Talking Heads tribute group This Must Be The Band made their way out to Colorado for a night of David Byrne inspired fun. Comprised of members of Chicago’s self-proclaimed “Strangefunk” band Savvy, Harmonation, and Impossible Recording Machine; This Must Be The Band is a truly authentic interpretation. While at Summer Camp last year there was a buzz in the air about this group, so I was eager to check them out, not to mention I’m a big Talking Heads fan. Up first was Something Juicy, a local funk rock outfit. They are certainly adequate at what they do, and even tossed the audience a curve ball with a quick but fun version of Ray Parker’s Ghostbusters. Their drummer Chuck Maxwell felt like the “something juicy” that was their namesake. He was in the pocket for their entire set and his flair put him in a league of his own.
The main event of This Must Be The Band took the stage and it was obvious from the beginning that they knew what they were doing. Lead singer and guitarist Charlie Otto definitely had Byrne’s voice dialed in which would prove to be the most compelling facet of the show. He let the crowd know right away that they didn’t have a setlist and that they would be taking requests directly from the audience. A flurry of Psycho Killers, Cities, and Life During Wartimes spewed forth from the enthusiastic mob. They opened with a spot on Cities showing everyone in the room they came to play. The keys of Jim Dinou had a distinctly 80’s twang adding another layer of legitimacy. Additional first set highlights included Slippery People, Take Me To The River, Girlfriend Is Better, and a huge Psycho Killer. The show ended up selling out, and the audience seemed to be electrically charged.
After a quick setbreak This Must Be The Band took the stage again. By the time the kids were in a frenzy. Amy had been waiting for Crosseyed and Painless all night so when I was up for a few more photos I took the time to put in her request. The second set read like a breakdown of the Talking Heads Greatest Hits. Songs like Life During Wartime, This Must Be The Place (Naive Melody), Burning Down The House all blasted from the PA. Finally late in the second set Amy got her Crosseyed, and it absolutely was the peak of the entire show. They nailed it. They encored with a nice Stay Up Late. If you are looking to get a Talking Heads fix while David Byrne tours South America, This Must Be The Band is your best bet. They deliver what they advertise and have a powerful asset in the voice and chops of Charlie Otto. They are definitely a fun night out.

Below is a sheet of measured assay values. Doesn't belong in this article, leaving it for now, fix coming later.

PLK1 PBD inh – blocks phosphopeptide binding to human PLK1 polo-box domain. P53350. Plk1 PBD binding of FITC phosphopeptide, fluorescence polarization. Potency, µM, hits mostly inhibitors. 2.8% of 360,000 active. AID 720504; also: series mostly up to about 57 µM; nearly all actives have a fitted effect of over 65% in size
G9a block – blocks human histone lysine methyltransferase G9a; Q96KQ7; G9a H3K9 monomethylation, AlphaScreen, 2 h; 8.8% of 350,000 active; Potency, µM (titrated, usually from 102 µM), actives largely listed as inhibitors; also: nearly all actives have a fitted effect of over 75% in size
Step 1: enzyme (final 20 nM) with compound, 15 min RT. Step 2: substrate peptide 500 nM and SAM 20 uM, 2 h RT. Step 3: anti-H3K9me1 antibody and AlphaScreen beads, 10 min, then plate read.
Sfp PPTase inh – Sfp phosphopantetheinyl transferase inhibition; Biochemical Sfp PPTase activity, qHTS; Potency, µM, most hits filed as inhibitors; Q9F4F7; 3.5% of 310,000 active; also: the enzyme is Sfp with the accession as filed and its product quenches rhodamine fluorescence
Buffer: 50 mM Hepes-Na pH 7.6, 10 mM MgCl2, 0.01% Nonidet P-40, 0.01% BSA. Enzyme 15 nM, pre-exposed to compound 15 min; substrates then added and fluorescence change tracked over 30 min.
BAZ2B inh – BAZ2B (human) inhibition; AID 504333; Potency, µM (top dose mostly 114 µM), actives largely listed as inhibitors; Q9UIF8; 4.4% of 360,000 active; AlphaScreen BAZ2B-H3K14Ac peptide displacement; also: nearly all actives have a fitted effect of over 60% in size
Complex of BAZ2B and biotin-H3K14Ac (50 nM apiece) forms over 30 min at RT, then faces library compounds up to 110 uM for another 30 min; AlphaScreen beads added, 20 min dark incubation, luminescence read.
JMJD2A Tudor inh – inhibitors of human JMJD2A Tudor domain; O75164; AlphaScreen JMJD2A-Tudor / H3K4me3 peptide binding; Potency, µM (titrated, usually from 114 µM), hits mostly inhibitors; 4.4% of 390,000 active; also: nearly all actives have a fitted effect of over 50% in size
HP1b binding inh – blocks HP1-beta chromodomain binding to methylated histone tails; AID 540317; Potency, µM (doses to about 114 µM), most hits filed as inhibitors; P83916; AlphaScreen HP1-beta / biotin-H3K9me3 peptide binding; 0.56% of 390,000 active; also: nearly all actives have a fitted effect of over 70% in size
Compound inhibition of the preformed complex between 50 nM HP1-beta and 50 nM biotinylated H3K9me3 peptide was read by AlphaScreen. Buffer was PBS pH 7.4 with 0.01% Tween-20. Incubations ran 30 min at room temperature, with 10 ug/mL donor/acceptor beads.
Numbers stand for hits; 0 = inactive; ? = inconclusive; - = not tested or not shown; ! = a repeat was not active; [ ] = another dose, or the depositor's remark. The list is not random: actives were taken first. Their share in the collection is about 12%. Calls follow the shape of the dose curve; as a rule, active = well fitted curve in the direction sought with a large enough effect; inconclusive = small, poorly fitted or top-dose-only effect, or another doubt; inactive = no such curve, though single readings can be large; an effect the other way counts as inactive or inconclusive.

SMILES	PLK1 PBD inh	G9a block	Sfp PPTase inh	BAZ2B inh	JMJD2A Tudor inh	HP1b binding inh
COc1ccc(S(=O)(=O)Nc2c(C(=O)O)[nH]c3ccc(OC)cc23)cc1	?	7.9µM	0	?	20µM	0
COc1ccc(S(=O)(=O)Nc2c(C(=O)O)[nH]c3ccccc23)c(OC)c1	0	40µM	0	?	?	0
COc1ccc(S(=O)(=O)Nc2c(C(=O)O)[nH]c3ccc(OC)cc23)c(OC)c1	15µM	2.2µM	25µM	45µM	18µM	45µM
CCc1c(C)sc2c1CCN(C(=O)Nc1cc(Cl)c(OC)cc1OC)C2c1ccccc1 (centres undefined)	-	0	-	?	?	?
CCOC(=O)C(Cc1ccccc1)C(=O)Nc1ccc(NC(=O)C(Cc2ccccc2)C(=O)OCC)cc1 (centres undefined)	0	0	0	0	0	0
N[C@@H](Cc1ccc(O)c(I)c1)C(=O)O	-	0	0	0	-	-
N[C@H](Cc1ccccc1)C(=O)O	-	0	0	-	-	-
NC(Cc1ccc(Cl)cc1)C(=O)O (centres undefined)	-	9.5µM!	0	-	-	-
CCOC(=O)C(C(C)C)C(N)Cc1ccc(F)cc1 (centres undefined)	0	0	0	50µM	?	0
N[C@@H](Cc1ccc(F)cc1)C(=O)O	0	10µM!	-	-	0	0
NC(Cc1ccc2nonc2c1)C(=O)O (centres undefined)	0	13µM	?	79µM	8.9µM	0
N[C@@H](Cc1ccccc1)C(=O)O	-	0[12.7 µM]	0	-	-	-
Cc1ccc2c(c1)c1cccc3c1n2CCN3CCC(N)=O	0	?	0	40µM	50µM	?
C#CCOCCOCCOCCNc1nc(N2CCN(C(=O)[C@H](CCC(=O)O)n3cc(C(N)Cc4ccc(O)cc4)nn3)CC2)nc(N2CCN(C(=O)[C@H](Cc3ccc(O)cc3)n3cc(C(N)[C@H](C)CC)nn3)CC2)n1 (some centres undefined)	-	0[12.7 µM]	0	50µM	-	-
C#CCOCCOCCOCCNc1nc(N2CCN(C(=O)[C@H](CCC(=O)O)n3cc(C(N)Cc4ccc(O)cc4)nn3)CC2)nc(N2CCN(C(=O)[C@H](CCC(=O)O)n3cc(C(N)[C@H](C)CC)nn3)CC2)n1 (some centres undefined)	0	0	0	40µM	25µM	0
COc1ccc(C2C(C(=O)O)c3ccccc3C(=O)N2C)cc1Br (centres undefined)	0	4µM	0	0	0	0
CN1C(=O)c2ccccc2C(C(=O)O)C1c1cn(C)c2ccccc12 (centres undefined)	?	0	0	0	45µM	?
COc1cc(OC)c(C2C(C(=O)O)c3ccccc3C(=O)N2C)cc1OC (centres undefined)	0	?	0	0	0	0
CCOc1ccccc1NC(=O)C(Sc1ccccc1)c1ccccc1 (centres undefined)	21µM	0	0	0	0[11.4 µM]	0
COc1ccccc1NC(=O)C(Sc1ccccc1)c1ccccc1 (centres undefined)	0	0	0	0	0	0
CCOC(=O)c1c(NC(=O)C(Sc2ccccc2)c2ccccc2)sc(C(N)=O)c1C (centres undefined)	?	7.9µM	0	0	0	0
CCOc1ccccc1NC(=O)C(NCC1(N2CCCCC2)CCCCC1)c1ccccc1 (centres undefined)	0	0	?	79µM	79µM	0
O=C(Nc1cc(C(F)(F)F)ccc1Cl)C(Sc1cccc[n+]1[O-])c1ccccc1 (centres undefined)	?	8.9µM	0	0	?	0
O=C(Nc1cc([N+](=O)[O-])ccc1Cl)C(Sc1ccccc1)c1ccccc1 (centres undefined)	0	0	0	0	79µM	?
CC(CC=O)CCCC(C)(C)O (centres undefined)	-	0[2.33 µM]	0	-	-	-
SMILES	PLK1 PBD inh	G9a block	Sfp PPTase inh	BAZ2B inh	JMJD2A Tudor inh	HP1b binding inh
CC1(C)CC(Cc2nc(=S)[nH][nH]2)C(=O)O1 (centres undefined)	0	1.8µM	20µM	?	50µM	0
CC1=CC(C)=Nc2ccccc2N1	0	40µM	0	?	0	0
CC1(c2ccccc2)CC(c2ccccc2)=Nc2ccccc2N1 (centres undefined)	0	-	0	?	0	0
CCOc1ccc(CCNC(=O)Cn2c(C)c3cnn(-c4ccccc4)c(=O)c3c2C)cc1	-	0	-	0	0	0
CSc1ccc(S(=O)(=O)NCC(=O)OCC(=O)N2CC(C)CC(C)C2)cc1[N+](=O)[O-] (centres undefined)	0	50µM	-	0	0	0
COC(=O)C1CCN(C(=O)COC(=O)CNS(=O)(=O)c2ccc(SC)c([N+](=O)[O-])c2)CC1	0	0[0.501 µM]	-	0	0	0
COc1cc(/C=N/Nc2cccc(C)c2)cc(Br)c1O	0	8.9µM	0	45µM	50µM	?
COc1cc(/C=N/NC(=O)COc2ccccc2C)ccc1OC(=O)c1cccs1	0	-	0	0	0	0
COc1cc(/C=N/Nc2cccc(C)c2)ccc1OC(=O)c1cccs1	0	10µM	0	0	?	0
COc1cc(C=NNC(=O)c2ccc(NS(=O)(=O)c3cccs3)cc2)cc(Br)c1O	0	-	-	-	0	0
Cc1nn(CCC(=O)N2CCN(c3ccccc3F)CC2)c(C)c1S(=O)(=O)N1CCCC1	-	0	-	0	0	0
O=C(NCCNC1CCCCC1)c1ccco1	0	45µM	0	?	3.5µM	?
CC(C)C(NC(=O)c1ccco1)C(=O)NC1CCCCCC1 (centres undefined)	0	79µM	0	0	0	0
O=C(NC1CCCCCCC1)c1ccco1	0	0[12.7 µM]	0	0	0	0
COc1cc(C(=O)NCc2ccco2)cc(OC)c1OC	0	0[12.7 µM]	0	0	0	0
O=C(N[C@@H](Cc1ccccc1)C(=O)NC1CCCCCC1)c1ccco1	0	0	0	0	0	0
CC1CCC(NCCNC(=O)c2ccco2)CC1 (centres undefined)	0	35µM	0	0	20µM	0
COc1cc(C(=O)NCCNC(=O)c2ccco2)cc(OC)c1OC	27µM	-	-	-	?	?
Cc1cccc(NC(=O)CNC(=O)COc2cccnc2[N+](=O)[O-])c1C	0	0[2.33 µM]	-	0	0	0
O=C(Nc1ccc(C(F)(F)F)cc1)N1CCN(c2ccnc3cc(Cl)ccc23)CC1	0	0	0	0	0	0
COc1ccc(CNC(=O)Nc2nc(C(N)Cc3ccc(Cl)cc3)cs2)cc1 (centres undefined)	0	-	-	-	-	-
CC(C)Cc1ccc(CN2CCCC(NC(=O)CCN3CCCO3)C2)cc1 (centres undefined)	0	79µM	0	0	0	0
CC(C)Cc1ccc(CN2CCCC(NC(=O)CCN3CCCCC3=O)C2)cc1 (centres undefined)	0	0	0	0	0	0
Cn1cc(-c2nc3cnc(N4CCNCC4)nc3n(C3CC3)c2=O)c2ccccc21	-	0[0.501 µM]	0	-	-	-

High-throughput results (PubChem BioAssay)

The weekend of August 26th and 27th was a good one for SCAMP fans in Denver. With Papadosio on Friday night and This Must Be The Band on Saturday night, it was sure to be a nice reminder of what we all look forward to in May…
Friday night at the Bluebird was host to a Papadosio show. Even though these guys are from Indiana it sure seemed to be a hometown kind of feel. If Denver isn’t their second home, it seems like it should be. I’m not positive but I think they sold out the venue, which I believe is 550 tickets, a great showing, for any band. The best part of the large crowd though was that they were all really into what was going on up on the stage. Papadosio still looks to be a really young band, and they are, but boy are they starting to figure it out. With a great mix of new technology and old school dance music, Papadosio brings a party to every city they play. Great bass lines, cool vocals, solid guitar work and a machine for a drummer all keep this band going strong. If you missed them at SCAMP check them out in a city near you soon. If not, make sure to see them in May. This band is one that is on the rise, already selling out venues like the bluebird, they are bound to make some magic happen.
Saturday was no slouch of a night either. With This Must Be The Band in town, I was super pumped to get my Talking Heads dancing requirement in for the month…oh, you don’t have a Talking Heads Dance Req? You should…just sayin…
Anyway, I got to the venue as the notes of the first song, Makin’ Flippy Floppy, were ending. Every time I see this band I am blown away by their dedication. To learn the Heads music so well and perform it in a way that gets everyone in the crowd live is a very special thing. Of course we got all the classics…Punches, Flippy Floppy, Life During Wartime, Cities…It was phenomenal.
I got a chance to catch up with the band at set break and see how everything is going. I went to school with the front man, his name is Charlie Otto and if you haven’t had a chance to meet him, head down to Martyr’s and grab a beer from him where he is also one hell of a bartender. From everything I can gather, Charlie and the rest of his band mates were stoked on the turnout at Cervantes…Considering that this was their first trip to Colorado, the 500-700 people I estimate were in there is a wonderful turnout. Really, this band is just happy to be playing music. Of course everyone is trying to “make it” and in a certain sense, these guys have. Kasey Foster, the beautiful leading lady of the band said it was her first time with a rider so she decided to throw in a bottle of wine which she enjoyed at set break…not the whole bottle, but a glass…Which is another really cool thing about the band. They were not there to get wasted. With a focus on providing a great show, This Must Be The Band achieves that and more.
Hopefully SCAMP brings them back because their impromptu set in the tent last year was G’NICE…If you didn’t catch it I assume they’ll be playing somewhere in the Chicago land area soon. Don’t miss them!